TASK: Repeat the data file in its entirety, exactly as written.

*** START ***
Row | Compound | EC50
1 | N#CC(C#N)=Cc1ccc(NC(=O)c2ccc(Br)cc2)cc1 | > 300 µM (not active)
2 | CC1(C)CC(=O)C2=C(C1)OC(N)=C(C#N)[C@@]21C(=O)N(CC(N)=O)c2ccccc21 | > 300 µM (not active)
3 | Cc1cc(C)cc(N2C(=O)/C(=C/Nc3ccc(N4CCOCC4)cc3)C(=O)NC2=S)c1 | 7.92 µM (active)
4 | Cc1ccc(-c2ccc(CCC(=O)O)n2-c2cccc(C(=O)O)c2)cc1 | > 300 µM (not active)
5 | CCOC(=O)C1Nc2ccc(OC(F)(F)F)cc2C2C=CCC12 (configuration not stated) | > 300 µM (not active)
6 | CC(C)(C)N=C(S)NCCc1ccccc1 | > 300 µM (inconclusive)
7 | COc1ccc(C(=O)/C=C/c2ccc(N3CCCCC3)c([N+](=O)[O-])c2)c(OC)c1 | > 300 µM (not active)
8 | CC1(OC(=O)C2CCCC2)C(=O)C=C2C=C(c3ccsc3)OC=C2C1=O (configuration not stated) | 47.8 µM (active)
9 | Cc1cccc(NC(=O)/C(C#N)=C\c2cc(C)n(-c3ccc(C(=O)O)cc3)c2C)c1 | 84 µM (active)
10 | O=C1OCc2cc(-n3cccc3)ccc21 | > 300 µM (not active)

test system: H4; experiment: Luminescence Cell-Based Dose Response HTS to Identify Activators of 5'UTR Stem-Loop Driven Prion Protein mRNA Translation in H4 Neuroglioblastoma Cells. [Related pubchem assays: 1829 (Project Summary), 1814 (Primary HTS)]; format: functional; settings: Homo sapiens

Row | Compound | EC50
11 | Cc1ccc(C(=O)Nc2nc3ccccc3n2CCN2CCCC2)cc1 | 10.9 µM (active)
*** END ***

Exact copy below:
Row | Compound | EC50
1 | N#CC(C#N)=Cc1ccc(NC(=O)c2ccc(Br)cc2)cc1 | > 300 µM (not active)
2 | CC1(C)CC(=O)C2=C(C1)OC(N)=C(C#N)[C@@]21C(=O)N(CC(N)=O)c2ccccc21 | > 300 µM (not active)
3 | Cc1cc(C)cc(N2C(=O)/C(=C/Nc3ccc(N4CCOCC4)cc3)C(=O)NC2=S)c1 | 7.92 µM (active)
4 | Cc1ccc(-c2ccc(CCC(=O)O)n2-c2cccc(C(=O)O)c2)cc1 | > 300 µM (not active)
5 | CCOC(=O)C1Nc2ccc(OC(F)(F)F)cc2C2C=CCC12 (configuration not stated) | > 300 µM (not active)
6 | CC(C)(C)N=C(S)NCCc1ccccc1 | > 300 µM (inconclusive)
7 | COc1ccc(C(=O)/C=C/c2ccc(N3CCCCC3)c([N+](=O)[O-])c2)c(OC)c1 | > 300 µM (not active)
8 | CC1(OC(=O)C2CCCC2)C(=O)C=C2C=C(c3ccsc3)OC=C2C1=O (configuration not stated) | 47.8 µM (active)
9 | Cc1cccc(NC(=O)/C(C#N)=C\c2cc(C)n(-c3ccc(C(=O)O)cc3)c2C)c1 | 84 µM (active)
10 | O=C1OCc2cc(-n3cccc3)ccc21 | > 300 µM (not active)

test system: H4; experiment: Luminescence Cell-Based Dose Response HTS to Identify Activators of 5'UTR Stem-Loop Driven Prion Protein mRNA Translation in H4 Neuroglioblastoma Cells. [Related pubchem assays: 1829 (Project Summary), 1814 (Primary HTS)]; format: functional; settings: Homo sapiens

Row | Compound | EC50
11 | Cc1ccc(C(=O)Nc2nc3ccccc3n2CCN2CCCC2)cc1 | 10.9 µM (active)